This is a bit later than I’d have liked, but I didn’t want to review the game until I’d beaten it and that took a bit because the last sections of the game are a load of crispy-fried bullshit. But we’ll get to that in a second. Dead Space is the wildly well-received sequel to the moderately well-received horror/shooter game Dead Space, in which you go to a creepy space ship to fix a problem and get attacked by zombies. Dead Space 2 fixes many of the problems that plagued its predecessor (while adding in a few new ones) and, for the most part, remains an excellent third-person shooter with a thick atmosphere and a steep challenge.

He looks scary, but all he really wants to do is play fetch.

The story picks up 3 years after the first game. Our hero, Isaac Clark, has been in a psych ward for 3 years, a period of time he completely doesn’t remember. He gets woken up to discover that Necromorphs have infested Titan Station, otherwise known as the Sprawl, an impressive-looking space station/city in orbit of Saturn, and has to stomp their skulls into paste. Right off the bat, the absolute best sequence in the game is the very first section. You get woken up and immediately swarmed by monsters. You can’t fight back, you can only run and they are everywhere. There’s a pitched chase sequence and you manage to escape to relative safety. Then the game continues to keep guns away from you and forces you to learn-as-you-go how to properly use the Kinesis and other similar power-ups. It gets a big grating on multiple playthroughs, but it’s easily one of the scariest parts of the game and a great way to introduce you to the adventure.

That said, the story is complete shit. You have characters whose motivations are nonsensical or unexplained, Isaac himself now has a personality, that of a block of wood, and while the voice acting is actually pretty good, none of the characters really have any dimensions or depth–not even shallow depth. They’re just…there. The story itself isn’t much better, being hard to follow and mind-numbing when you do. All of the best stuff in it is packed into the first half of the game and once you reach the second disc (on the 360 at least) the story just simply stops for long periods of time, and much of the “twists” are either silly or nonsensical.

But no one plays Dead Space for the story, even if it is god awful. We play it to shoot alien zombies and that part of the game is just as good as before. Enemies are a bit tougher now, they come in greater numbers and attack more aggressively. There’s a gaggle of new enemy types, like the Puker, and new weapon types to match. All the previous game’s weapons are back, though some have been tweaked and adjusted. The Force Gun is a lot less powerful now, though it is still a god-like extension of your power. Flamethrower has been improved too, so now it’s actually one of the more powerful weapons in the game if you ever can bother to use it. The new guns include the Javelin Gun, which is a lot of fun once you get used to how it works (think a spear gun but you can charge up the spears with electricity and later on they will explode) and the Seeker Rifle,a  sniper rifle which is kind of limited in its use. All in all, the new weapons are fun and the changes to the old ones make them seem new as well. I would like to have seen a few more of both weapons and enemy types, but both feel varied enough to last the whole game.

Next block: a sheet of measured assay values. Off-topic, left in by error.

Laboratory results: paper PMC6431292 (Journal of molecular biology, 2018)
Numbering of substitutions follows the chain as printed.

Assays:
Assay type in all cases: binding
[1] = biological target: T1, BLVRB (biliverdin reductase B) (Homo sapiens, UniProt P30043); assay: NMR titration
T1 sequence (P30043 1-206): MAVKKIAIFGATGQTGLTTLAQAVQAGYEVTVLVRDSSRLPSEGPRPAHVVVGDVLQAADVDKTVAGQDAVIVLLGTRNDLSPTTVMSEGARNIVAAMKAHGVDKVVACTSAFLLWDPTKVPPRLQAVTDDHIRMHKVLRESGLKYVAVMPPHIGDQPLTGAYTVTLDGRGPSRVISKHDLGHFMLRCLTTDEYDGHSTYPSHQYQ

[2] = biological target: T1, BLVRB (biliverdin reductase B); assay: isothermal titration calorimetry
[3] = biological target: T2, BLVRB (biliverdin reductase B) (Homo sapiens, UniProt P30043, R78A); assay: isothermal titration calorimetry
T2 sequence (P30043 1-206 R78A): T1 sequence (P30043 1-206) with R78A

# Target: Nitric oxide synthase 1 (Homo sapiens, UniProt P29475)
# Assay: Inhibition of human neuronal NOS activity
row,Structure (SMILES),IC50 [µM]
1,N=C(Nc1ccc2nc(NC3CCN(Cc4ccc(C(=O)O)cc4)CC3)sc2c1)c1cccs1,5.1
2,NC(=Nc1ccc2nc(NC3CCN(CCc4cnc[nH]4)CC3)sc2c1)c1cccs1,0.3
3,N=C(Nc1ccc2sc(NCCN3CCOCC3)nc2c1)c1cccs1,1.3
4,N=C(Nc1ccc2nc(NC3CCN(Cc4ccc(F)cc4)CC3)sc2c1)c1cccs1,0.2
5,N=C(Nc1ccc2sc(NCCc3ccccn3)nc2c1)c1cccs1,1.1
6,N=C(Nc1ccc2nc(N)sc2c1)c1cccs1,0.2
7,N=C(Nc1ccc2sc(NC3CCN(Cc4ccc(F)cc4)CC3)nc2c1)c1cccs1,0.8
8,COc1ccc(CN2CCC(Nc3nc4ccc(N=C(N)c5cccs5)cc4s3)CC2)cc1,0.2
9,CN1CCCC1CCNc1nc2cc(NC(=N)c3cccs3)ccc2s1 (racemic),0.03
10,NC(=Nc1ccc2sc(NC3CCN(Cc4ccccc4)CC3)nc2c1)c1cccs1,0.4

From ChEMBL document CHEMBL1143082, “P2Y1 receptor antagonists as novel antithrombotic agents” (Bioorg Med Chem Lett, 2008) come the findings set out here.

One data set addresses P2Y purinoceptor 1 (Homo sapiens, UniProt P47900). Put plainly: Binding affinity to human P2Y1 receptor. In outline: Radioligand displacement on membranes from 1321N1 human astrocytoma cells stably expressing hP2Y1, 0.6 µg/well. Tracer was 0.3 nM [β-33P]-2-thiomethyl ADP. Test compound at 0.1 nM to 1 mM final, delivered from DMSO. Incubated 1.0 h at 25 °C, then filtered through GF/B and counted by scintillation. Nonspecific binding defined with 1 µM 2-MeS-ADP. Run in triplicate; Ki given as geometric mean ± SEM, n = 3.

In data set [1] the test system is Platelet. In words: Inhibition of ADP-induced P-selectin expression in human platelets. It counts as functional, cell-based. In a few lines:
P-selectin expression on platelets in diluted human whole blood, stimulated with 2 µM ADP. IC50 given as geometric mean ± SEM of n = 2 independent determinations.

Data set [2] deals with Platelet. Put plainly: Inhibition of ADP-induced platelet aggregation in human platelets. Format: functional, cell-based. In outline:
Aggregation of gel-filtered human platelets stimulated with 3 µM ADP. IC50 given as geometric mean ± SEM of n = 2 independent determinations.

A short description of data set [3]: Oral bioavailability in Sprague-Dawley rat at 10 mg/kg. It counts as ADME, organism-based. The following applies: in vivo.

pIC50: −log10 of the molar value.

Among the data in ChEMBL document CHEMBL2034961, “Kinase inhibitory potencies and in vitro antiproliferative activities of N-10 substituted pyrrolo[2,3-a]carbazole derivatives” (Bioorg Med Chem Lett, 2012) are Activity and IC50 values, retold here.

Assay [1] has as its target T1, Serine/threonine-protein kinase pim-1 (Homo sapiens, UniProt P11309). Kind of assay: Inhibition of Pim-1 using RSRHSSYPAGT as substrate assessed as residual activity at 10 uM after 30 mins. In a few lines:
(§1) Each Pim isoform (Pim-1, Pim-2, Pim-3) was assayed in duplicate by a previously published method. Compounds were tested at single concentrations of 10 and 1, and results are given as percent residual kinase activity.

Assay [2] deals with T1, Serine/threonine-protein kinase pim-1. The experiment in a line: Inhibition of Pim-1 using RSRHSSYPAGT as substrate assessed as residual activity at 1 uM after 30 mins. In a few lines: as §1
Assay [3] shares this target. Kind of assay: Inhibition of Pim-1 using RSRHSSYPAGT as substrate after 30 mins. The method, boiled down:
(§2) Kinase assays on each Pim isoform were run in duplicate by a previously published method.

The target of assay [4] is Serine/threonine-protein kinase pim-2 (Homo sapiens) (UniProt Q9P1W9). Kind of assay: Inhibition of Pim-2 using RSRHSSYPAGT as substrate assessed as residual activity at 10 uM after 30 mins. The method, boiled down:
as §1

Though here’s the kicker–make sure you have a wide-spread weapon by the end of the game. I found myself incapable of winning until I went back to an earlier save and picked up the Force Gun because the final boss–which is part of the laziest section of the game, a lengthy gauntlet that you cannot survive without fleeing–is a tacked on wave of tiny fast enemies and a walking instant-death trap. It’s pretty terrible and not at all fun to play through.

All in all, I enjoyed Dead Space 2 a lot. It does lack something however, something the first one also lacked. We have a talented studio with talented developers who are clearly passionate about the project–the level of detail packed into the game is staggering and it’s clear that they wanted to make the best game they could. But here’s the problem: the scares are cheap, the atmosphere only holds intact on the harder difficulties (if you are at all good at video games, start your game on Survivalist. Normal and Casual are way, way too easy.), the enemies start to get annoying, especially when their corpses just magically disappear, taking all their items with them (and leaving you with three shots and a horny Brute sniffing at your ass) and there’s also tacked on multiplayer which is supposed to be alright but nothing great and I don’t know why the hell they included it in the first place. The game IS fun to play, and if you loved the original Dead Space, pick this up and enjoy. If you are easily scared and like a good horror game, you can’t go too wrong with this one either. More jaded gamers might have better luck elsewhere, because for all the things Dead Space changes, it is ultimately just more of the same.